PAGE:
On April 15th, 2010, I became an uncle for the first time. Luke Christopher is the first grandson to my wife’s parents, and our first nephew. After spending only a few short hours with him, both in the hospital after he was delivered, and then a few more times when visiting, I heard my wife, Diana, say something that I promised her, after teasing, I’d quote her on later.
The line she uttered after one of our visits to hang out with Luke and his parents was, “How could I ever possibly love another child as much as I love Luke?”
I had to admit, I could see her point, what with his ear-to-ear grin when he heard his mom’s voice, or when a rogue peek-a-boo match was afoot. Or maybe it was the feeling of holding the little guy and having him stare up at me with his vulnerable eyes and impressionable mind that made me consider Diana’s quote. The thought that I may be a part of a memory of his down the road, or that I might somehow contribute to an association he’ll forever make with football, or reading a book, or eating soup, was daunting. That I could help shape, in whatever infinitesimal manner, my young nephew into the man he’ll ultimately become was a feeling of responsibility, of love, and of happiness. I saw what Diana meant when she told me that she didn’t know how she could ever love another child as much as she loves Luke.
On October 15th, 2011, Luke’s sister, Olivia Jean, was born. She blessed us with her arrival a few weeks premature, so when I first met her, she needed the assistance of a couple breathing tubes and a phototherapy light to let her build up the strength in her lungs and stay warm. It truly is an amazing thing to see your family grow right in front of your eyes. I was an uncle again! I felt an immediate connection to Olivia, and thought about what I will feel like when Diana and I start having our own kids. So after grilling the doc at the NICU about the levels of oxygen she was receiving, and the implications of taking her off the breathing tubes, and signs we needed to watch out for that were either positive or negative, and wondering whether the people coming in and out of the NICU should be there, if the floors, air and blankets were clean, if there was enough hand sanitizer in the room for all of the docs and nurses to use, and my mind trying frantically to understand each of the flashing status lights and sounds in the room Olivia was in, I realized something… how could I ever love another child as much as I love Luke and Olivia?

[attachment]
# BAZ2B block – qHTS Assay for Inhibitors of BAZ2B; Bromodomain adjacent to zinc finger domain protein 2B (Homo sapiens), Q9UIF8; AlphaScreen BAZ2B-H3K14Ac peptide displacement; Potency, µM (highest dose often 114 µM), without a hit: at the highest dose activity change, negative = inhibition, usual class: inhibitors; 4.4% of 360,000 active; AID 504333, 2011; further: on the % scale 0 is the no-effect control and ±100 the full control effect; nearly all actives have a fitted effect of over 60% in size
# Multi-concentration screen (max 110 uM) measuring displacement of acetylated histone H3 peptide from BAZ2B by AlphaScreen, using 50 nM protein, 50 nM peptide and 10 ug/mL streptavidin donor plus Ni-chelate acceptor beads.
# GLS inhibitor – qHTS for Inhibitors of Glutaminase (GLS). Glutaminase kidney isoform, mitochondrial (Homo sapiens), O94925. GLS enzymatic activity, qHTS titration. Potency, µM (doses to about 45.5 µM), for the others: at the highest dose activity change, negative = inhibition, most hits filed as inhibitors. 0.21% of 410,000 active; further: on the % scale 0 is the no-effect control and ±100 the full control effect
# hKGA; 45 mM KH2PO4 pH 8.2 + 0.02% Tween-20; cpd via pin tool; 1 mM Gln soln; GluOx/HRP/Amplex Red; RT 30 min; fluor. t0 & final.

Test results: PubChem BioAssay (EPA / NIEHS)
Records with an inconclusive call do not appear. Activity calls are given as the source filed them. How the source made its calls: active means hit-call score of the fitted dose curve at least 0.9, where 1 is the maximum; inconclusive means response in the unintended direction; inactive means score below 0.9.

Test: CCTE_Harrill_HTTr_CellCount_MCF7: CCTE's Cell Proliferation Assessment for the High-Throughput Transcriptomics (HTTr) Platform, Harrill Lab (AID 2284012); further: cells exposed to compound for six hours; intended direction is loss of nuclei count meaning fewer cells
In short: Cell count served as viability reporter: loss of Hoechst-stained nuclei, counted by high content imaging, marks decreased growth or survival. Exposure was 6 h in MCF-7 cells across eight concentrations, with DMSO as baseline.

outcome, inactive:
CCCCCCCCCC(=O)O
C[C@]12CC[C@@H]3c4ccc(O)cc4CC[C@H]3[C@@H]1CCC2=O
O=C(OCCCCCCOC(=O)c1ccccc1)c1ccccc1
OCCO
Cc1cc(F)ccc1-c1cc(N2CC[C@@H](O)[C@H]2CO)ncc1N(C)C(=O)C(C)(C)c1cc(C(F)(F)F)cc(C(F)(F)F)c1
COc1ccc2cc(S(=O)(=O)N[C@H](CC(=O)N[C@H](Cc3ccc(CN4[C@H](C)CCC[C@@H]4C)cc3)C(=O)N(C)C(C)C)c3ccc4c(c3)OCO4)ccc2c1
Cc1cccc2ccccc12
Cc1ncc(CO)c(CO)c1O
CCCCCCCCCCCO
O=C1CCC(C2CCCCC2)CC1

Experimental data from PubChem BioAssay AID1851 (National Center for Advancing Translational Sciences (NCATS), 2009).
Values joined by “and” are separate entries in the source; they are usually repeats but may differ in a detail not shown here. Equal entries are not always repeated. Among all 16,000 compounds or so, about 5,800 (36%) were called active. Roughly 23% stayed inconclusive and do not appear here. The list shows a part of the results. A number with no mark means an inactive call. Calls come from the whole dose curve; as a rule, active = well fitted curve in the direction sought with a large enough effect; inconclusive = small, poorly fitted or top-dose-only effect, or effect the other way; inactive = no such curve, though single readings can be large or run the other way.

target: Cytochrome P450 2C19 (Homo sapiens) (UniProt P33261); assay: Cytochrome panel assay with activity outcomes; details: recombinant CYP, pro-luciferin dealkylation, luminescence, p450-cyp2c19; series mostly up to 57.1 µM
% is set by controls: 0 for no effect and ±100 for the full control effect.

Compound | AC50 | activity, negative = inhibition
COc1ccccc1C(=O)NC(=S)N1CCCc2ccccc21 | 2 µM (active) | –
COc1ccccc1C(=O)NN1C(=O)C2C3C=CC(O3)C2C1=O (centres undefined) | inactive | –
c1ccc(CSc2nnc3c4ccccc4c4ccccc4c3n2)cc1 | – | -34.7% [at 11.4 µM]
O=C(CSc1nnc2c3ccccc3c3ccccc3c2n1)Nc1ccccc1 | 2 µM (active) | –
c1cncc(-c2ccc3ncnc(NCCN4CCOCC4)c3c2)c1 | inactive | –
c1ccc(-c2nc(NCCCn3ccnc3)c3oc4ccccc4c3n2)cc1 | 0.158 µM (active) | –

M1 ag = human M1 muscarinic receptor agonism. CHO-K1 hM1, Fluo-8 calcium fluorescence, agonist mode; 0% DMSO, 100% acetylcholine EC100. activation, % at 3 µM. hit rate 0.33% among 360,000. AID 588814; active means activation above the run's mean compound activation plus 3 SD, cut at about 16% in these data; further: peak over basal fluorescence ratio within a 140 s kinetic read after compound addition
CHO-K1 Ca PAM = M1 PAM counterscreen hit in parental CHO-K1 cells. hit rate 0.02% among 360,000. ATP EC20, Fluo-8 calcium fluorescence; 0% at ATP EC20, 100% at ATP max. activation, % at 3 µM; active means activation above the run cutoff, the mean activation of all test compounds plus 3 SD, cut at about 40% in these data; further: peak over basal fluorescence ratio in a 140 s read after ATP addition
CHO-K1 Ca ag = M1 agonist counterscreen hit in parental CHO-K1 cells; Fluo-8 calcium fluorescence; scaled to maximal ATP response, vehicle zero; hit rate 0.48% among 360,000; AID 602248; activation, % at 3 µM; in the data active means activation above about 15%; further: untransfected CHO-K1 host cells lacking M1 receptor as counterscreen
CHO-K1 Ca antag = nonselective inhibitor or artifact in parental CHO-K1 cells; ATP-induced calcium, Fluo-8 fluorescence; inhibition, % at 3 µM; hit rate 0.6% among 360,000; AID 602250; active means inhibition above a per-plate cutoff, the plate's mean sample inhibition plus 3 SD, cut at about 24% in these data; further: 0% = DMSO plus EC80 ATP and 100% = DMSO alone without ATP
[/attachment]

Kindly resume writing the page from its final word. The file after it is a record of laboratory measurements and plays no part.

Today we’re sharing 5 entries honoring a few beloved uncles.
1. My Uncle Bill loved being a school principal and always had great stories to tell about his students. But at our house in California every end of the school year my sisters and I would receive “The Uncle Bill Box”. It was a treasure trove of all the pencils, erasers, harmonicas, penknives, tokens, toys and other stuff that the students didn’t claim by the end of the year. It was and exciting day to open the box and go through its curious contents. So thank you all for making 4 little girls laugh and laugh once a year long ago. [Published in St. Louis Post-Dispatch]
2. I could write a book on all the great times we’ve had over the years. He was one of the best uncle’s anyone could ask for. He sure taught me alot about fast cars and racing. Go Mopar and Fat boys Inc. Good ole magnolia drag strip. I remember how he loved to find the biggest pumkin at halloween. Even the year he tied the string to his toe incase anyone tried to take it. ha ha I will forever be greatful that i was a big part of his life growing up. [Published in The Repository]
3. Sam, I will always remember you taking Kristi, Ashley, Christopher, Jeanette and I on long hikes. You would always get us lost and we would have to hike up some huge cliff to find our way back. Those were some of the best memories I will keep forever. Thank you for always being such a wonderful, fun Uncle. [Published in The Gazette]
4. He was my favorite, and most beloved uncle; always stopped by the house to see me when I was in town. He kept my old Chevy Cavalier running until I could afford a new car, and only charged for parts to repair, or not at all…the kindest most gentle man I’ve ever known. [Published in Lexington Herald-Leader]
5. I had the coolest Uncle ever. He would never hesitate to hang out with his nieces and nephews. When we were kids he was the only adult in the family that would jump in the pool for a malicious round of marco polo. Or at his own Wedding, while the other adults were drinking and dancing. He was hangin out at the bar with me and my little sister teaching us the proper way to order drinks. A shirley temple ‘on the rocks’. He was there to lecture me about boys, make me brush his hair, and watch Bill Nye the Science guy on Saturday Mornings. I love you Uncle Dusty. [Published in Philadelphia Inquirer & Philadelphia Daily News]
Legacy.com reviews one million condolence messages each month. Each week, we highlight 5 condolences with a common theme.